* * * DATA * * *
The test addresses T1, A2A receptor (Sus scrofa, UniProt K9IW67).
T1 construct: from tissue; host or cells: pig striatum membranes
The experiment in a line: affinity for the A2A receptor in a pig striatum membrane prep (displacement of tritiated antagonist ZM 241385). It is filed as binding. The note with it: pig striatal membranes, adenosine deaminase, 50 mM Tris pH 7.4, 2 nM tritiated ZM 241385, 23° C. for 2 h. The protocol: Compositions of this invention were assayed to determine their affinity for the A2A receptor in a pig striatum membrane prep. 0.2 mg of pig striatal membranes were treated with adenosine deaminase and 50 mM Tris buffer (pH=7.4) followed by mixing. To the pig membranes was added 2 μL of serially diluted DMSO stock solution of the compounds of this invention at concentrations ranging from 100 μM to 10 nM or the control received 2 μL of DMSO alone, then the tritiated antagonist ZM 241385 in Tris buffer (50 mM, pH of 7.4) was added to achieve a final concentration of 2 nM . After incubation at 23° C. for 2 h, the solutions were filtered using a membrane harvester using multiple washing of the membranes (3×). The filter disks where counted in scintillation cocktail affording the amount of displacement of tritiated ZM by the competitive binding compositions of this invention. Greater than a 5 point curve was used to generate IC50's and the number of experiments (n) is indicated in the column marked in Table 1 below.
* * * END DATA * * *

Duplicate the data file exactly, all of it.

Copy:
The test addresses T1, A2A receptor (Sus scrofa, UniProt K9IW67).
T1 construct: from tissue; host or cells: pig striatum membranes
The experiment in a line: affinity for the A2A receptor in a pig striatum membrane prep (displacement of tritiated antagonist ZM 241385). It is filed as binding. The note with it: pig striatal membranes, adenosine deaminase, 50 mM Tris pH 7.4, 2 nM tritiated ZM 241385, 23° C. for 2 h. The protocol: Compositions of this invention were assayed to determine their affinity for the A2A receptor in a pig striatum membrane prep. 0.2 mg of pig striatal membranes were treated with adenosine deaminase and 50 mM Tris buffer (pH=7.4) followed by mixing. To the pig membranes was added 2 μL of serially diluted DMSO stock solution of the compounds of this invention at concentrations ranging from 100 μM to 10 nM or the control received 2 μL of DMSO alone, then the tritiated antagonist ZM 241385 in Tris buffer (50 mM, pH of 7.4) was added to achieve a final concentration of 2 nM . After incubation at 23° C. for 2 h, the solutions were filtered using a membrane harvester using multiple washing of the membranes (3×). The filter disks where counted in scintillation cocktail affording the amount of displacement of tritiated ZM by the competitive binding compositions of this invention. Greater than a 5 point curve was used to generate IC50's and the number of experiments (n) is indicated in the column marked in Table 1 below.